Why Socialism?

Confusion is undoubtedly the strongest weapon in the capitalist armoury. The fraudulent Labour Party, without a single measure on their programme that can benefit or interest the working class, lends itself to Tory and Liberal politicians as a socialist chopping block”. So said the SOCIALIST STANDARD in July 1913 and to this day the smokescreen of gibberish constantly perpetrated by the capitalist parties, obscures the class nature of society and the antagonisms that therefore exist. Every proposition is debated ad nauseam except the most important one: the necessity for a new society (Socialism) – now!

The interest of the working class lies in the immediate establishment of Socialism, and this is the one and only object of the SPGB. We are not to be fobbed off by the “Immediate Demands” or “Something Now” Brigades. We have seen them march in confusion backwards and forwards across the social reform parade ground only to remain where they were. The “realists” have had their chance to find solutions to social problems and have failed miserably. Now it is the time, not to be disillusioned, but for members of the working class to study our case and realize its validity.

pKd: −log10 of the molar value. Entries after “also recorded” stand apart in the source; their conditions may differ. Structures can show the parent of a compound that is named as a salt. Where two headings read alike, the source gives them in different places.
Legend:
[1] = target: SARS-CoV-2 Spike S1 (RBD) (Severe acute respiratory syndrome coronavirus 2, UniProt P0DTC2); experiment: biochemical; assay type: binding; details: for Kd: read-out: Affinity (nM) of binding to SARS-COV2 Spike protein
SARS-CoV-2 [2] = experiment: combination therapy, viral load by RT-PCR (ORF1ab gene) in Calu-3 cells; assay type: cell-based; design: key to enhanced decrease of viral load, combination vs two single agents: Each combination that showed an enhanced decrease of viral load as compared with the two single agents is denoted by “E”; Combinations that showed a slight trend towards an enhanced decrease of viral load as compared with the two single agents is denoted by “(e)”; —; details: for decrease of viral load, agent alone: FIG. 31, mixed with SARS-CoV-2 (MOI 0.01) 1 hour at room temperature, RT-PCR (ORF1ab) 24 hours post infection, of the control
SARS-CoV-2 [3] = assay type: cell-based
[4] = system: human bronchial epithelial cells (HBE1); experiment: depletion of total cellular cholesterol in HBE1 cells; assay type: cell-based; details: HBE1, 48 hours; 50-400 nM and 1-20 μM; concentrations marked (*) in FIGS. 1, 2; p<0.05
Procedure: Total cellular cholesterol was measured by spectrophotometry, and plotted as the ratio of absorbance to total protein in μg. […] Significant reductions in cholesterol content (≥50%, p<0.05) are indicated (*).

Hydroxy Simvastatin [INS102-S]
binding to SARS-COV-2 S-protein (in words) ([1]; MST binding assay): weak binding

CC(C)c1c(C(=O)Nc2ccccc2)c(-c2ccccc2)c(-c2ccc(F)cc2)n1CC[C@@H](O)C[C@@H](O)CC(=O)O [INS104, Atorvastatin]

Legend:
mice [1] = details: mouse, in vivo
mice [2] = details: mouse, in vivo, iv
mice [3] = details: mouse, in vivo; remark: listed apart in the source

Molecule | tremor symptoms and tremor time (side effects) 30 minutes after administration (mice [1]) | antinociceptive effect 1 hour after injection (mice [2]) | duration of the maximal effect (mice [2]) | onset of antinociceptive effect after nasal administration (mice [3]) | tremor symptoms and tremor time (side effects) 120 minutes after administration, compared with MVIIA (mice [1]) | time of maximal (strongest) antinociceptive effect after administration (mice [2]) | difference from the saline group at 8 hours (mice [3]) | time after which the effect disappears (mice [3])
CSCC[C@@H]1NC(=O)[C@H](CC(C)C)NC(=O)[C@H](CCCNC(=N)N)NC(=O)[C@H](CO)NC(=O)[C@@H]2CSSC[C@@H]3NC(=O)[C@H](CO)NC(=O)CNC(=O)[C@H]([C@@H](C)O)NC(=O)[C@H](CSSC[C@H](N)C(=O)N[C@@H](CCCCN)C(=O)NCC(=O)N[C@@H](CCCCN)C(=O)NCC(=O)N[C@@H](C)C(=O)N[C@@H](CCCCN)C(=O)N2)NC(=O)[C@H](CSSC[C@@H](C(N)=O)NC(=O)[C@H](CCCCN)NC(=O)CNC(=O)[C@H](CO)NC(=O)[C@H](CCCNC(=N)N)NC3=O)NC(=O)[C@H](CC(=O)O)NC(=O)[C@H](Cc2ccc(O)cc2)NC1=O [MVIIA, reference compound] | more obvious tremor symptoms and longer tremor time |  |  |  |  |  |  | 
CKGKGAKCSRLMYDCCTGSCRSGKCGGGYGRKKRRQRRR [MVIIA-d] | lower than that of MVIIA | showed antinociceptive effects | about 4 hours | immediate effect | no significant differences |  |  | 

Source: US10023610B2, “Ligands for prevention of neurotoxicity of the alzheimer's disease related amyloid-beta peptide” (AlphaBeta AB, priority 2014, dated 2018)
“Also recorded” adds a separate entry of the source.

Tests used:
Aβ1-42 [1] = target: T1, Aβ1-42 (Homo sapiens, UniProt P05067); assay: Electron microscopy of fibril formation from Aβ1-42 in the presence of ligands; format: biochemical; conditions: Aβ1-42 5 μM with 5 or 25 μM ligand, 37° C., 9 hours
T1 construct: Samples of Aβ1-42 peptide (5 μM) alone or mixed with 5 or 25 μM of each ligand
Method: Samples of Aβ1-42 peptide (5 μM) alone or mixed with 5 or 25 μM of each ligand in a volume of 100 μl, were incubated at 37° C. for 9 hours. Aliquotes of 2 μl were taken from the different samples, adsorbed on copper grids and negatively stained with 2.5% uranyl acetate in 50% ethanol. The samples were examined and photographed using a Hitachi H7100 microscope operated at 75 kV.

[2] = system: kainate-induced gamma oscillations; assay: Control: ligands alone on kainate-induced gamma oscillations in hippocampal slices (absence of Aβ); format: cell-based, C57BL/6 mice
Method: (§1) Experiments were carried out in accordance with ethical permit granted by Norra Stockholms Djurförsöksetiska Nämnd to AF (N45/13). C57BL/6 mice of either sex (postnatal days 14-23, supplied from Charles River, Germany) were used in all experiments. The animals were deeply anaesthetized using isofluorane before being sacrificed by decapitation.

Capitalism is the predominant form of society in all countries throughout the world. In this country it is estimated that 50 per cent of the wealth is owned by about 10 per cent of the population – the capitalist class (1). They also own the means for producing and reproducing wealth. Those who own nothing of the means of production, the working class, must sell their labour-power, skilled or unskilled, to the employer for a wage or salary. The working class forms the majority of society and is composed of all wage-earners, not just industrial workers but also those who would like to think of themselves as “middle class”. It is through the labour of the working class alone that all the wealth of society is produced and yet this is legally appropriated by the capitalists who produce nothing and are socially a useless class. As Engels so clearly put it:

The capitalist has no further social function than that of pocketing dividends, tearing off coupons and gambling on the stock exchange (Socialism: Utopian and Scientific).

Apologists for capitalism often urge how necessary (and no doubt kind-hearted) the capitalist class is to society by providing, at great pains to themselves, the capital for investment in new factories, works etc., and this providing work for the workers. If the capitalist class think of themselves as doing society a good turn it does not concern us, although we rather suspect that their motives are not sublime. What we caN be sure of is that capitalism inevitably creates unemployment and that an individual capitalism will invest not to provide work for others but only for profit or good “return" on his capital.